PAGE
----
Veronica With Four Eyes

How Do People With Vision Impairments… Vote?

For the 2016 election, I voted prior to Election Day by absentee, traveling to a polling place in my hometown to cast my vote in what was a very important election. My first voting experience is something I will never forget for two reasons- the power was out because of a massive storm that had torn through town a few days earlier, and I found out polling places in Virginia aren’t as accessible as I thought. Here are some of the things that surprised me about voting, and my tips for voting in elections.

There may be no large print or Braille

While there is Braille on drive-up ATMs, there is not Braille or large print on voting ballots in my home state of Virginia. This was a huge surprise to my mom and I, as we assumed that it would be available, especially since we had documented my disability on the voting form. Which leads to what happened next…

Have someone there to assist you

My mom had to sign off on about three different forms to help me cast my vote in the election. This was allowed, as I did not have the ability to read or write on the standard ballot.

Request assistance

There is a check box on the voting form that allows a person to request assistance at the polling location from a staff member. State government organizations like the Department of Blind and Visually Impaired have more resources on this.

Absentee ballots

Most states allow people with disabilities or special accommodations to vote by absentee. In Virginia, having a disability qualifies someone for being able to receive a ballot, but there is no guarantee it will be in an accessible format.

My absentee ballot

For the 2017 election, I received my ballot long before the deadline, but found that the print size on the ballot was difficult to read. I used a video magnifier that didn’t store images to magnify it and filled it out that way.

Related links

Research laws ahead of time

Descriptions of proposed state laws are frequently included on ballots. Not only are the descriptions long, but the wording can be very strange as well. Research these topics ahead of time so the assistant does not have to keep repeating information.

Advocate for accessible voting

After my experience voting in the election, I began to talk more often to my congressmen and senators about increasing accessibility in the election process. I have learned a lot more about how my state government works as a result.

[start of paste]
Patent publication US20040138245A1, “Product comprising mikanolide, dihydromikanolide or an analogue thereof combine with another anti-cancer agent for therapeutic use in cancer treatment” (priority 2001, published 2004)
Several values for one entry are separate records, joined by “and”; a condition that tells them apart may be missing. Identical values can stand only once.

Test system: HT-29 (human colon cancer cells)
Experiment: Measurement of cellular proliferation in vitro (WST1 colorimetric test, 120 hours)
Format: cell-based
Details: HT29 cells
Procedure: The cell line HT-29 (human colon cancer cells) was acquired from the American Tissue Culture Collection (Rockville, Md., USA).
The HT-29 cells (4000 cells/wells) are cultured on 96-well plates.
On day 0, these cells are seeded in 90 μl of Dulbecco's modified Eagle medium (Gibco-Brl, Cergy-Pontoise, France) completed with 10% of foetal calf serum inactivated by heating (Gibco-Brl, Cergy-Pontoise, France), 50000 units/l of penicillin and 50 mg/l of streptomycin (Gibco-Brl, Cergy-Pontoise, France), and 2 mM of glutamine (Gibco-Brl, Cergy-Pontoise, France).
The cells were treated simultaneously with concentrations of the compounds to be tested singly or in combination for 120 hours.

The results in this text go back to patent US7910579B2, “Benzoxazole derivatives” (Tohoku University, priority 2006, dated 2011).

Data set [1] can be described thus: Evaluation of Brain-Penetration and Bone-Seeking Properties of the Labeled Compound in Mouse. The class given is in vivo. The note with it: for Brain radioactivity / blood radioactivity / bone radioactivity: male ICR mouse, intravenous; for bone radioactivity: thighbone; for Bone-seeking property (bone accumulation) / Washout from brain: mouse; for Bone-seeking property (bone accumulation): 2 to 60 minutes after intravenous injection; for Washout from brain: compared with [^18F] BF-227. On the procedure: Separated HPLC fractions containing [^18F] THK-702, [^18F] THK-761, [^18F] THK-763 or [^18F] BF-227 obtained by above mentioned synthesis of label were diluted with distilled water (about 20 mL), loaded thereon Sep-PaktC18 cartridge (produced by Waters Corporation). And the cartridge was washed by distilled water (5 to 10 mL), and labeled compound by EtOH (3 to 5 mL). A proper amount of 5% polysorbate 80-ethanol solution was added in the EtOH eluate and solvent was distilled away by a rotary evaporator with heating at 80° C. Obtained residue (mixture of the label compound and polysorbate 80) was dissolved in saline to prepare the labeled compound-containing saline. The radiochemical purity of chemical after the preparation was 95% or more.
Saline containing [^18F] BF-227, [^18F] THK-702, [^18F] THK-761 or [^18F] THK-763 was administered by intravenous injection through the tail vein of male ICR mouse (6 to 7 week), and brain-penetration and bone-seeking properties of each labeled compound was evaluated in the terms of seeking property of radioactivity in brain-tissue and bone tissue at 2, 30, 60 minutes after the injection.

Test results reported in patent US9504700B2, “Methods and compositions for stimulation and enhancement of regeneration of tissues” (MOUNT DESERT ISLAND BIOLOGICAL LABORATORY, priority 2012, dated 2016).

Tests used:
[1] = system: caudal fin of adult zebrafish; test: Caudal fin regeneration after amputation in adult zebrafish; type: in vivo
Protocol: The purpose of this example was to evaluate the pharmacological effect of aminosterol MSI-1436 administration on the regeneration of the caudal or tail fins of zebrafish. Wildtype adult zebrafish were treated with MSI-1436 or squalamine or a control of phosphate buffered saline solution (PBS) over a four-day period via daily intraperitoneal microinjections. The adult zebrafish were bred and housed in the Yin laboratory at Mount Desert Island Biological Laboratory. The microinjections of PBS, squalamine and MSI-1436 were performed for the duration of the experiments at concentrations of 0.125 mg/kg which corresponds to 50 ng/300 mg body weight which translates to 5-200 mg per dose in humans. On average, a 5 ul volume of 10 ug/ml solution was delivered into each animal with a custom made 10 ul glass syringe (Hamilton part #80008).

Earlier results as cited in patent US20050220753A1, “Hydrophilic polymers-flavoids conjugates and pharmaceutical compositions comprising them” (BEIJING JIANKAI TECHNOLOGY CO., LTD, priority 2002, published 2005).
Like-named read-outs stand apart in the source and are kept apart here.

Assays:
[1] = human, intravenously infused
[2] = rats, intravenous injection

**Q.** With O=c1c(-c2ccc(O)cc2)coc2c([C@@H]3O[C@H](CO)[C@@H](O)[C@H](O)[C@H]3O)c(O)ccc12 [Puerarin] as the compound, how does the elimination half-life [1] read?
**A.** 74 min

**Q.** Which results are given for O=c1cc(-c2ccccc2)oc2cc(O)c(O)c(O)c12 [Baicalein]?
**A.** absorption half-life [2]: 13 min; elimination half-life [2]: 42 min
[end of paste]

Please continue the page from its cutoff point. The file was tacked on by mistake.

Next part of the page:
Related links

Voting is incredibly important, as is supporting candidates and laws that benefit those with disabilities. By voting in these elections, you are able to support these things and exercise your civic duty. Information for this post comes from the Virginia Department of Elections; each state’s policies vary.

How do people with low vision vote? My experiences voting with a vision impairment in the 2016 and 2017 elections

4 thoughts on “How Do People With Vision Impairments… Vote?”

  • Thank you for this post. As a person with a visual impairment, I too have run into issues with voting accessibility. However, I do want to clarify something. The voting systems are not the same across the state. Each municipality is different when it ones to procedures and the physical way people cast their ballots. In Fairfax County or example, they use a paper ballot, but also offer accessible voting by using the “express vote machine.” The machine has many accessibility features including large print, invert colors, voice output, and switch access. These are very easy to use and is a great option for people with disabilities. I don’t know what other counties and cities in Virginia. The main obstacle I encounter with these machines is that sometimes the poll workers are not familiar with them and don’t know what I am asking for. Usually Usually the head official has to come help. I don’t have a problem with that.

    • I’ll update the post to reflect that. My county did not have this machine, so I am interested to look more into it. Thank you for your comment!

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